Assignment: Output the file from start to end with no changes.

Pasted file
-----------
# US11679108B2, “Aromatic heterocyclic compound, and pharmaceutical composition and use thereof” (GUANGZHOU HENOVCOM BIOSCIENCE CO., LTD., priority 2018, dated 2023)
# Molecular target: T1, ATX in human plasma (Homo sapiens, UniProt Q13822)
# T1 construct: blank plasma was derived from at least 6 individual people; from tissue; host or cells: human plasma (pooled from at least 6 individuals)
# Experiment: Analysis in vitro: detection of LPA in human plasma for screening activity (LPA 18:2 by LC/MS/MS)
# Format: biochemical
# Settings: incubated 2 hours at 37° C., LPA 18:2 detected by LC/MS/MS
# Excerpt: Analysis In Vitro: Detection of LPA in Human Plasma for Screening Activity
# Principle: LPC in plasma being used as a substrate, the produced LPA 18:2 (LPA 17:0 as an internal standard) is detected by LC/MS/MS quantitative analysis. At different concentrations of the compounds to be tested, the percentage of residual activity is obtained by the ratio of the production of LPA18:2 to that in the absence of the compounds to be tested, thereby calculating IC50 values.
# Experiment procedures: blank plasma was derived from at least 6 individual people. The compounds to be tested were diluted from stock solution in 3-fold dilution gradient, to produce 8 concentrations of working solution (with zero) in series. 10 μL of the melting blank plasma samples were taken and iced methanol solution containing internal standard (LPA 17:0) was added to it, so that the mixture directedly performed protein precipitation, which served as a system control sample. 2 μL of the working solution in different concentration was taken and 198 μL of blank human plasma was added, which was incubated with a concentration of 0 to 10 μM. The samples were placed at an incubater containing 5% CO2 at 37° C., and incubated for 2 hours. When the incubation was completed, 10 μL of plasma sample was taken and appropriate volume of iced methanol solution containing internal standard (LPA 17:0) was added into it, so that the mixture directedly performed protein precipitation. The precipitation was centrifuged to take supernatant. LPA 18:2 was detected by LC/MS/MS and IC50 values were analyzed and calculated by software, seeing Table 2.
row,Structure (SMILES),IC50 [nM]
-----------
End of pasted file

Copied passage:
# US11679108B2, “Aromatic heterocyclic compound, and pharmaceutical composition and use thereof” (GUANGZHOU HENOVCOM BIOSCIENCE CO., LTD., priority 2018, dated 2023)
# Molecular target: T1, ATX in human plasma (Homo sapiens, UniProt Q13822)
# T1 construct: blank plasma was derived from at least 6 individual people; from tissue; host or cells: human plasma (pooled from at least 6 individuals)
# Experiment: Analysis in vitro: detection of LPA in human plasma for screening activity (LPA 18:2 by LC/MS/MS)
# Format: biochemical
# Settings: incubated 2 hours at 37° C., LPA 18:2 detected by LC/MS/MS
# Excerpt: Analysis In Vitro: Detection of LPA in Human Plasma for Screening Activity
# Principle: LPC in plasma being used as a substrate, the produced LPA 18:2 (LPA 17:0 as an internal standard) is detected by LC/MS/MS quantitative analysis. At different concentrations of the compounds to be tested, the percentage of residual activity is obtained by the ratio of the production of LPA18:2 to that in the absence of the compounds to be tested, thereby calculating IC50 values.
# Experiment procedures: blank plasma was derived from at least 6 individual people. The compounds to be tested were diluted from stock solution in 3-fold dilution gradient, to produce 8 concentrations of working solution (with zero) in series. 10 μL of the melting blank plasma samples were taken and iced methanol solution containing internal standard (LPA 17:0) was added to it, so that the mixture directedly performed protein precipitation, which served as a system control sample. 2 μL of the working solution in different concentration was taken and 198 μL of blank human plasma was added, which was incubated with a concentration of 0 to 10 μM. The samples were placed at an incubater containing 5% CO2 at 37° C., and incubated for 2 hours. When the incubation was completed, 10 μL of plasma sample was taken and appropriate volume of iced methanol solution containing internal standard (LPA 17:0) was added into it, so that the mixture directedly performed protein precipitation. The precipitation was centrifuged to take supernatant. LPA 18:2 was detected by LC/MS/MS and IC50 values were analyzed and calculated by software, seeing Table 2.
row,Structure (SMILES),IC50 [nM]